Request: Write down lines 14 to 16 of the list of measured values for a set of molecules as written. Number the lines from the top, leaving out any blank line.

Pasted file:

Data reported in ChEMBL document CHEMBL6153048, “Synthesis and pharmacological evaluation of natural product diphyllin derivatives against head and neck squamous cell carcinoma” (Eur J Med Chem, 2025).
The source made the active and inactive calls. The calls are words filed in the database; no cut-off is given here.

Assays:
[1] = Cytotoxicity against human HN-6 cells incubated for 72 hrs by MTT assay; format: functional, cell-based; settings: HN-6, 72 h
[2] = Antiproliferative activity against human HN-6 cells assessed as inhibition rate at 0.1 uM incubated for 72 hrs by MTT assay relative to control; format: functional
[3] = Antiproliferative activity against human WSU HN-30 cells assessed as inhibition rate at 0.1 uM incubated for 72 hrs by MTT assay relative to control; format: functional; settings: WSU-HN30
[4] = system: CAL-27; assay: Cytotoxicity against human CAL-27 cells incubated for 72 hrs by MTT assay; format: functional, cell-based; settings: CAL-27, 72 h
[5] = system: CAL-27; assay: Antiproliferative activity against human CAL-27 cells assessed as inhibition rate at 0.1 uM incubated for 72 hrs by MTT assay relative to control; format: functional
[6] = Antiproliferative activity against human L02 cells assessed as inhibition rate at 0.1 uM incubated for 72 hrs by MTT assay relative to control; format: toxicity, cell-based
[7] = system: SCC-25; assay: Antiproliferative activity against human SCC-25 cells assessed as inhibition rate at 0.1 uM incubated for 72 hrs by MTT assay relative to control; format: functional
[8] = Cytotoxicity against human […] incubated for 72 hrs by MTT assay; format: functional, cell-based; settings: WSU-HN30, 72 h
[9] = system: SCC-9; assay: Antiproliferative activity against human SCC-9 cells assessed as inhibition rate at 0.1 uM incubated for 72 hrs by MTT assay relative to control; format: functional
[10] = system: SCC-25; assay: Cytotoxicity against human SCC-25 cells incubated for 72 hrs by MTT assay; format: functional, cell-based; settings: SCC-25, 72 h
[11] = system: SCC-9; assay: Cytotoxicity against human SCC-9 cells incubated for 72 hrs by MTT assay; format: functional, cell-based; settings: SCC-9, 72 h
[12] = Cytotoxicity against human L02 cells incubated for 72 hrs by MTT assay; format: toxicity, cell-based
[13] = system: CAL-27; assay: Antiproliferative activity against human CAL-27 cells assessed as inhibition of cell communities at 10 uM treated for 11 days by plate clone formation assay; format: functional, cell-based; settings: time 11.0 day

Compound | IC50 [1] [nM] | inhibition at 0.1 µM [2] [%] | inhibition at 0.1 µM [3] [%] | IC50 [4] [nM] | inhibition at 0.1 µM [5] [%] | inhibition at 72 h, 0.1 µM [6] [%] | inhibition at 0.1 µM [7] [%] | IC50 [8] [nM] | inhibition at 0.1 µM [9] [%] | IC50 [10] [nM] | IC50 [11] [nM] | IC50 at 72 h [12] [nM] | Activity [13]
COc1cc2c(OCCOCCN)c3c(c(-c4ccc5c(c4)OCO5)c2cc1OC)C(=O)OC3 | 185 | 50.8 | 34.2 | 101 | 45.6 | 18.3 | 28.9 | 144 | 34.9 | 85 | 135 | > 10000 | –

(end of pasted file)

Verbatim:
[11] = system: SCC-9; assay: Cytotoxicity against human SCC-9 cells incubated for 72 hrs by MTT assay; format: functional, cell-based; settings: SCC-9, 72 h
[12] = Cytotoxicity against human L02 cells incubated for 72 hrs by MTT assay; format: toxicity, cell-based
[13] = system: CAL-27; assay: Antiproliferative activity against human CAL-27 cells assessed as inhibition of cell communities at 10 uM treated for 11 days by plate clone formation assay; format: functional, cell-based; settings: time 11.0 day